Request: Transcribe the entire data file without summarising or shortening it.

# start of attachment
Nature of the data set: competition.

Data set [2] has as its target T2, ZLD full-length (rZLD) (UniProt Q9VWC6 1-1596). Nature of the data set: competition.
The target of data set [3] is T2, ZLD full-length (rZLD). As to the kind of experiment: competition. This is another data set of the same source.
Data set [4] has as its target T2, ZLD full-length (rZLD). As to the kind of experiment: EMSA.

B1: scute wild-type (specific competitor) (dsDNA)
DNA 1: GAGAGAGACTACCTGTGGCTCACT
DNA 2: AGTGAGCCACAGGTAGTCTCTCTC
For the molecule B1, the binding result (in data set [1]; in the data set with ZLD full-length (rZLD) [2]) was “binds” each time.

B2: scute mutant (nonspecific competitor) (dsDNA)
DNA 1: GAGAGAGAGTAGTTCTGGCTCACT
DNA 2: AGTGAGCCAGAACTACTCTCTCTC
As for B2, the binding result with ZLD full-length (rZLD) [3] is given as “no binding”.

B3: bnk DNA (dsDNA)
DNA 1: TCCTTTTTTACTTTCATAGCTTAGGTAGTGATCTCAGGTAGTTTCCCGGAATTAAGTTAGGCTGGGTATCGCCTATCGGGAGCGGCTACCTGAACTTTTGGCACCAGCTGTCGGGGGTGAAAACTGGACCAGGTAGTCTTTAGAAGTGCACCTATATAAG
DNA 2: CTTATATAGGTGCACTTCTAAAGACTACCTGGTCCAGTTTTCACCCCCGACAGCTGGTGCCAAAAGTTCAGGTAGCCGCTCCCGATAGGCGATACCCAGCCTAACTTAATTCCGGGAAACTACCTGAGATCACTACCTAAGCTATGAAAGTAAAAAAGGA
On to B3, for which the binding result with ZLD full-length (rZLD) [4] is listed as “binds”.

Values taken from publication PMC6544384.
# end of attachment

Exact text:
Nature of the data set: competition.

Data set [2] has as its target T2, ZLD full-length (rZLD) (UniProt Q9VWC6 1-1596). Nature of the data set: competition.
The target of data set [3] is T2, ZLD full-length (rZLD). As to the kind of experiment: competition. This is another data set of the same source.
Data set [4] has as its target T2, ZLD full-length (rZLD). As to the kind of experiment: EMSA.

B1: scute wild-type (specific competitor) (dsDNA)
DNA 1: GAGAGAGACTACCTGTGGCTCACT
DNA 2: AGTGAGCCACAGGTAGTCTCTCTC
For the molecule B1, the binding result (in data set [1]; in the data set with ZLD full-length (rZLD) [2]) was “binds” each time.

B2: scute mutant (nonspecific competitor) (dsDNA)
DNA 1: GAGAGAGAGTAGTTCTGGCTCACT
DNA 2: AGTGAGCCAGAACTACTCTCTCTC
As for B2, the binding result with ZLD full-length (rZLD) [3] is given as “no binding”.

B3: bnk DNA (dsDNA)
DNA 1: TCCTTTTTTACTTTCATAGCTTAGGTAGTGATCTCAGGTAGTTTCCCGGAATTAAGTTAGGCTGGGTATCGCCTATCGGGAGCGGCTACCTGAACTTTTGGCACCAGCTGTCGGGGGTGAAAACTGGACCAGGTAGTCTTTAGAAGTGCACCTATATAAG
DNA 2: CTTATATAGGTGCACTTCTAAAGACTACCTGGTCCAGTTTTCACCCCCGACAGCTGGTGCCAAAAGTTCAGGTAGCCGCTCCCGATAGGCGATACCCAGCCTAACTTAATTCCGGGAAACTACCTGAGATCACTACCTAAGCTATGAAAGTAAAAAAGGA
On to B3, for which the binding result with ZLD full-length (rZLD) [4] is listed as “binds”.

Values taken from publication PMC6544384.